G Grace in Freedom and the Gilded cage

“Set patterns, incapable of adaptability, of pliability, only offer a better cage. Truth is outside of all patterns.”
― Bruce Lee, Tao of Jeet Kune Do (Goodreads) –

A gilded cage below – there is no doubt that this has been my environment just about ever since I was born. I deliberately chose an image of an empty cage. Living life while in a gilded cage with many freedoms – but at the expense of others; which puts those who have ‘freedom’ at the expense of others, in another sort of cage, a crampedness of spirit, a lack of grace, ‘set patterns’ as Bruce Lee says above – We choose our chains I suppose; will we acknowledge our guilt?

Di R sent me Wendell Berry’s poem as her contribution to my request. I know I’ve used it before in a previous post maybe last year or the year before, or one of you sent it as a comment to one of my posts. It’s perfectly apt, and gives for me the sense of being in the grace of freedom at least for a while in the beauty of Nature –

Jan T says: As an South African it means to me that all people are equal, all races are equal as compared to the race issues before 1994.

But it also means as a white man my freedom economically is less than ..

Jüte S: Freedom to me means the joy of being able to act freely without any sense of self-inflicted obligation or guilt.

Thanks for reading! I’d love you to comment –

 

27 Comments on G Grace in Freedom Guilt and the Gilded Cage

  1. When i hear about the challenges of other women living in the same country, it hurts me to see the way they are suffering and yes I feel guilty when I am unable to help them come out of their bondages. .. they have a right to live a respected and decent life, but who will influence them, rights will never be given to us, it has to be taken… it has taken a long time for me to realise that i need to claim my own rights and do not be a the mercy of others… never heard the quote of Augustine , thanks for sharing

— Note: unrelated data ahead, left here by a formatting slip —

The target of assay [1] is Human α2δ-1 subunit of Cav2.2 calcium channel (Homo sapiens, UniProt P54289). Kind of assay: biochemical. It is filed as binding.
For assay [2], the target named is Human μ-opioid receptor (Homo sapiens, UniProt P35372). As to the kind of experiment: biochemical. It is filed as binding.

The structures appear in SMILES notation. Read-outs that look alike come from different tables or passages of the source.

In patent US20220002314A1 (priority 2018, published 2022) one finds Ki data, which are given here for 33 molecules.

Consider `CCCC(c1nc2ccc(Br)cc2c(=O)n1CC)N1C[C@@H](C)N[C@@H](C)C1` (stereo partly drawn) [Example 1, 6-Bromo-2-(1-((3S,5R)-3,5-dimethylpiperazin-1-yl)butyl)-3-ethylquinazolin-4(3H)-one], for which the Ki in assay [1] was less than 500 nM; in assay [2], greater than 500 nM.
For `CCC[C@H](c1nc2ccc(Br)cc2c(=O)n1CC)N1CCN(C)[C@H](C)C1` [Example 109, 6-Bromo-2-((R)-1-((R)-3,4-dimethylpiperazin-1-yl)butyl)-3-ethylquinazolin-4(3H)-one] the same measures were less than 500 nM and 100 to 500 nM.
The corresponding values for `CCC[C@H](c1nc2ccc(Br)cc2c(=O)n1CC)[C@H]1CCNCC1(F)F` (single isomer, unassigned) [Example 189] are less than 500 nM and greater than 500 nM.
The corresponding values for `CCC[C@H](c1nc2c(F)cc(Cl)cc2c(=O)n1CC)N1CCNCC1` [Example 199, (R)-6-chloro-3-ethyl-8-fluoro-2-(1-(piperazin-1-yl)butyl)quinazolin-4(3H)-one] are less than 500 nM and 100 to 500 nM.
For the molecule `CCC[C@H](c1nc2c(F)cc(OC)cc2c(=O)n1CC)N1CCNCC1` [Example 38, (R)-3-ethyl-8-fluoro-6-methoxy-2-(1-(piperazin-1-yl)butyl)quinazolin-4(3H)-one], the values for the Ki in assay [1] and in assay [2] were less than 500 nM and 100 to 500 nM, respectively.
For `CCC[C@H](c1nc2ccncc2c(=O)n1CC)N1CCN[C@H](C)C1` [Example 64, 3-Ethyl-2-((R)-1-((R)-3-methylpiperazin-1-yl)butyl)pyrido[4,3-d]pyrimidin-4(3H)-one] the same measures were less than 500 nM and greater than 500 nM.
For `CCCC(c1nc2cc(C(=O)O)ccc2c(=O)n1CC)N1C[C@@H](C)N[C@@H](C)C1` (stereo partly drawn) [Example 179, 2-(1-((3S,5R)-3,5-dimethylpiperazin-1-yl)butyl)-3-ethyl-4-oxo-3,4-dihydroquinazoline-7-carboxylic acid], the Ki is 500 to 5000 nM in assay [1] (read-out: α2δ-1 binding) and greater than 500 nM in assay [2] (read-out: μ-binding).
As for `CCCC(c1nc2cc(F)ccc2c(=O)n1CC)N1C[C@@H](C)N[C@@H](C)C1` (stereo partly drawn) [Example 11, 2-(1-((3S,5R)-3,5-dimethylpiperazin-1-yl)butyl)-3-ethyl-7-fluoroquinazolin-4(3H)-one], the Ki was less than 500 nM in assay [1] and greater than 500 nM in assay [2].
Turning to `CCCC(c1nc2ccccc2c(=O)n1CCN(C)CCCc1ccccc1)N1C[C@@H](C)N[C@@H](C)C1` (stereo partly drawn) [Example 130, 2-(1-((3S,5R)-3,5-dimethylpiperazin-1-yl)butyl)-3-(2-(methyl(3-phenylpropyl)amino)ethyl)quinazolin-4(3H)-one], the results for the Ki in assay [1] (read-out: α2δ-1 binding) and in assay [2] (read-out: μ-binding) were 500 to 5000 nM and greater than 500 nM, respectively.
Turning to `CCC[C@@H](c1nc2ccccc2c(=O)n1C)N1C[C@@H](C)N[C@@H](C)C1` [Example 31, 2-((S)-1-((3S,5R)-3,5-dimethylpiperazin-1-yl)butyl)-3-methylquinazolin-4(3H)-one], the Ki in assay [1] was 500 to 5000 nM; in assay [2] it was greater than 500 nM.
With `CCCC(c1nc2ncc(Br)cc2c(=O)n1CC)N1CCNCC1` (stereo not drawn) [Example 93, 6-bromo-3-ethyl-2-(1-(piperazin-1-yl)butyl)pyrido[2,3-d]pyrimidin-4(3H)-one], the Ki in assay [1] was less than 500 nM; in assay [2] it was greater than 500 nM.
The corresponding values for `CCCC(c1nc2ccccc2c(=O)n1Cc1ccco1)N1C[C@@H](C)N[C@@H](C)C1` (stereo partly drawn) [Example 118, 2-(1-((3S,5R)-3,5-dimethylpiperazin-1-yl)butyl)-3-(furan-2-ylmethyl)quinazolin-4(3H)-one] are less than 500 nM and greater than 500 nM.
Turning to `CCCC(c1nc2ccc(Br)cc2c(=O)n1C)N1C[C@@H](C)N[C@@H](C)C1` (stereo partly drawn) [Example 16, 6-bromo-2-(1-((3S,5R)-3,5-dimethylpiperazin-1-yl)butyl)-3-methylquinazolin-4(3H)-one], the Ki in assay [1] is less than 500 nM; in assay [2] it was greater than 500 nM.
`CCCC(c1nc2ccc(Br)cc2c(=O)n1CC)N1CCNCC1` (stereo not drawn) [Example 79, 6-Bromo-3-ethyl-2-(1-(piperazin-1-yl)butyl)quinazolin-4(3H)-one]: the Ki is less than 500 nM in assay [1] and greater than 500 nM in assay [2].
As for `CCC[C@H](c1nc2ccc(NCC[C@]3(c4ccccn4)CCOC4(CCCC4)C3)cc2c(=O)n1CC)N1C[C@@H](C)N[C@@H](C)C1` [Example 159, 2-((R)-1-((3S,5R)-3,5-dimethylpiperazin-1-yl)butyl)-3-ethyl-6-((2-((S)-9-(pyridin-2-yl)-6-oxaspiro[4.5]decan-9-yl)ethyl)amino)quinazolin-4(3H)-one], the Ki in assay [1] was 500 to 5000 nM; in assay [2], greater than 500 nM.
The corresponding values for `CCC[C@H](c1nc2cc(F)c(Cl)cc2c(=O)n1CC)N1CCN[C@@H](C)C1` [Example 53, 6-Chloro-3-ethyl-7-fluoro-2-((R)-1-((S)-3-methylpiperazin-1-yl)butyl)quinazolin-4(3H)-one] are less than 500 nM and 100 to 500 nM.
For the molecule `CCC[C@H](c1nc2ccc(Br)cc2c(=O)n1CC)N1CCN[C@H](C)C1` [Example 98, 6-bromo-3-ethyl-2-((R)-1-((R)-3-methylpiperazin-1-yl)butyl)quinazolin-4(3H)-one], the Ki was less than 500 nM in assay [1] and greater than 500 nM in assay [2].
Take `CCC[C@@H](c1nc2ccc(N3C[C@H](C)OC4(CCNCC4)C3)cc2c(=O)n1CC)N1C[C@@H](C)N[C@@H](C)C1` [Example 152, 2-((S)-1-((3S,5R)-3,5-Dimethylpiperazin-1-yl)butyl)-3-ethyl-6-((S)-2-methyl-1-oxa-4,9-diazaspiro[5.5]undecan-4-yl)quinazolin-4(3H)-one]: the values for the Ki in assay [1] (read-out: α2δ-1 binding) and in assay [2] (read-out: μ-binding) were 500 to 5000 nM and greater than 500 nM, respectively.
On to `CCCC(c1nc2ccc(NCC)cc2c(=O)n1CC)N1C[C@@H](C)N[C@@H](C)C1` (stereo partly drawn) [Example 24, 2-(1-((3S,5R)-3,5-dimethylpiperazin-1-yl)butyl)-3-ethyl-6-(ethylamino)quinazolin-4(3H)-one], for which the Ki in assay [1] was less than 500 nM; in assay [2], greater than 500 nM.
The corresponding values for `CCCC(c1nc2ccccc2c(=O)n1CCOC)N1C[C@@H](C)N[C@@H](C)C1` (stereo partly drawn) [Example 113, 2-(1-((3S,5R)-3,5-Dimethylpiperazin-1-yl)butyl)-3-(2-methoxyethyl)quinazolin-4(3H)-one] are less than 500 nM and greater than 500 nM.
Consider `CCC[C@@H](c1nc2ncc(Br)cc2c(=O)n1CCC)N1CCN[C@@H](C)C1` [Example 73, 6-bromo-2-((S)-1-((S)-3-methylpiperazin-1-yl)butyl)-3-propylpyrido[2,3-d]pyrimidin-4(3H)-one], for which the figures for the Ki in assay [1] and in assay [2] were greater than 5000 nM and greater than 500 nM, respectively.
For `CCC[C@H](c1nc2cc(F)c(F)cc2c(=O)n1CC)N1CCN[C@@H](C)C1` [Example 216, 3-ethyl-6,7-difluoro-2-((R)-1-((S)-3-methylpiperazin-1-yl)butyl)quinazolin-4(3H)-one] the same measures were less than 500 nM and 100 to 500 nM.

• As I’m writing I’m half listening to a debate on the radio on gender based violence and the various political parties responding to the question of its prevalence. And this is true that we need to claim our own rights if they are not freely given. A harsh fact .. Thanks for coming by Genevive.

  2. Thank you for this post. I’ve sometimes taken for granted the freedom of self-expression and being who I am. I’ve focused on the inner ways I censor and limit my own freedom as opposed to having to fight against outer restraints. Why am I so fortunate? Why did this gift come to me and not the dark-skinned children born at the same time? I asked that question as a kid and I ask it again as an aging adult watching my country becomes more openly racist.

    • I guess we do take our freedoms for granted Elaine until they are taken away. Race is used as a political tool, to divide and conquer, an age-old dynamic. Why on earth does it still persist? Will we not learn from history? The repetition compulsion as Freud called it, means that the same way of being will continue ad infinitum until the pattern is broken.

      re: the gift of you being born you .. someone who sees the injustices abounding and actually uses ‘you’ to do something about it. It’s a question I often ask myself as well – why me? How come I got the gift and so many didn’t? What does this mean? How best can I use this gift? Must I? Shall I? How much do I want to? etc –

  3. Wendell Berry’s words, usually connecting human life with nature, are always inspiring. Thanks for this, and for the powerful pun, gilt/guilt. Much to ponder here, Susan!

  4. An interesting post, Susan. We all live in a guilded cage as none of us really have freedom of choice due to our man made bars. We sell our time and souls to our employers and live behind bars of debt and obligations.

  5. Boy, I’m going to need to ponder your words for a while. Do some of us live in gilded cages, while others are chained in? I had not given that theory much thought, but you do have a good point. My brain is whirling! 😉

  6. Gilt/Guilt – these homophones offer a very powerful message I’ll will no doubt be continuing to ponder all day Susan. Thank you! Lillian Hellman’s words strike such resonance in my heart, and think it should be adopted as part of everyone’s moral code.

  7. I’m so pleased you included Wendell Berry’s beautiful nature poem, “The Peace of Wild Things.” It’s one of my favourite poems ever! For being outside (and usually in ancient woodlands) fills me with a kind of beauty, freedom and grace I struggle to find words for. Hmm, sometimes I even think of my own house as a “gilded cage” (not in the winter!) and long to escape to the countryside and wander there aimlessly with my notebook, birdsong and pen in hand. Thank you for sharing another inspiring post. Love and light, Deborah.

    • I was thinking when I used Di R’s image and in drafting this poast, that it was either you or Elaine who sent it in a comment Deborah – it may well have been you. There’s something so graceful and gracious about it .. ‘day-blind stars’ – 🙂
      Love & Light to you, Susan

  8. This weekend, someone showed me a photo he’d taken at a state mental hospital made into a museum. It was a large metal cage for inmates who were acting out ‘back in the day.’ It was startling and stark.

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